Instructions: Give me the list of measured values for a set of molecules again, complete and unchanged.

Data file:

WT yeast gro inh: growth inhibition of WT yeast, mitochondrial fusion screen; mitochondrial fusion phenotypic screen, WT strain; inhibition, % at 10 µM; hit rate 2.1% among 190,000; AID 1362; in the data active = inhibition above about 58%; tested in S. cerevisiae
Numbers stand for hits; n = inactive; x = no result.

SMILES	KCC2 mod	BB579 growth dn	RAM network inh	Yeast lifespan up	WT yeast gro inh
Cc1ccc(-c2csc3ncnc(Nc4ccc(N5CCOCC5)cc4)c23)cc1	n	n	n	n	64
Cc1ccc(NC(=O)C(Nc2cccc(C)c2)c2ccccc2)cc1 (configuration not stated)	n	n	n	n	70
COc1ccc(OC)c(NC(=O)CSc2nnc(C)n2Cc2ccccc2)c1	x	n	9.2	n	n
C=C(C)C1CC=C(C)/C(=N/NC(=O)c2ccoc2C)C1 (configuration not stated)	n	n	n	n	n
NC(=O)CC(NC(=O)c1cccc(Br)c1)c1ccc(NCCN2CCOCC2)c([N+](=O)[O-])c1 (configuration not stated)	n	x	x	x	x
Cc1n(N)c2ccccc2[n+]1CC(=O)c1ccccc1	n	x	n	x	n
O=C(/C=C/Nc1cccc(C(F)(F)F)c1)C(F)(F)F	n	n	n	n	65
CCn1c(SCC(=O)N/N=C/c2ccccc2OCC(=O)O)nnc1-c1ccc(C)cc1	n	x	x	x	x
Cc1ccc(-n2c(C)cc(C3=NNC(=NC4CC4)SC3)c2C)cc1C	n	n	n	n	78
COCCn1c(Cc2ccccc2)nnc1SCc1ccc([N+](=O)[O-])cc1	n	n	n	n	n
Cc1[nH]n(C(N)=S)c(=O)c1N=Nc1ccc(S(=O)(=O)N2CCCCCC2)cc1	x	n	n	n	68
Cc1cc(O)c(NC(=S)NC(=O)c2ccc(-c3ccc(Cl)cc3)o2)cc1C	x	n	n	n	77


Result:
WT yeast gro inh: growth inhibition of WT yeast, mitochondrial fusion screen; mitochondrial fusion phenotypic screen, WT strain; inhibition, % at 10 µM; hit rate 2.1% among 190,000; AID 1362; in the data active = inhibition above about 58%; tested in S. cerevisiae
Numbers stand for hits; n = inactive; x = no result.

SMILES	KCC2 mod	BB579 growth dn	RAM network inh	Yeast lifespan up	WT yeast gro inh
Cc1ccc(-c2csc3ncnc(Nc4ccc(N5CCOCC5)cc4)c23)cc1	n	n	n	n	64
Cc1ccc(NC(=O)C(Nc2cccc(C)c2)c2ccccc2)cc1 (configuration not stated)	n	n	n	n	70
COc1ccc(OC)c(NC(=O)CSc2nnc(C)n2Cc2ccccc2)c1	x	n	9.2	n	n
C=C(C)C1CC=C(C)/C(=N/NC(=O)c2ccoc2C)C1 (configuration not stated)	n	n	n	n	n
NC(=O)CC(NC(=O)c1cccc(Br)c1)c1ccc(NCCN2CCOCC2)c([N+](=O)[O-])c1 (configuration not stated)	n	x	x	x	x
Cc1n(N)c2ccccc2[n+]1CC(=O)c1ccccc1	n	x	n	x	n
O=C(/C=C/Nc1cccc(C(F)(F)F)c1)C(F)(F)F	n	n	n	n	65
CCn1c(SCC(=O)N/N=C/c2ccccc2OCC(=O)O)nnc1-c1ccc(C)cc1	n	x	x	x	x
Cc1ccc(-n2c(C)cc(C3=NNC(=NC4CC4)SC3)c2C)cc1C	n	n	n	n	78
COCCn1c(Cc2ccccc2)nnc1SCc1ccc([N+](=O)[O-])cc1	n	n	n	n	n
Cc1[nH]n(C(N)=S)c(=O)c1N=Nc1ccc(S(=O)(=O)N2CCCCCC2)cc1	x	n	n	n	68
Cc1cc(O)c(NC(=S)NC(=O)c2ccc(-c3ccc(Cl)cc3)o2)cc1C	x	n	n	n	77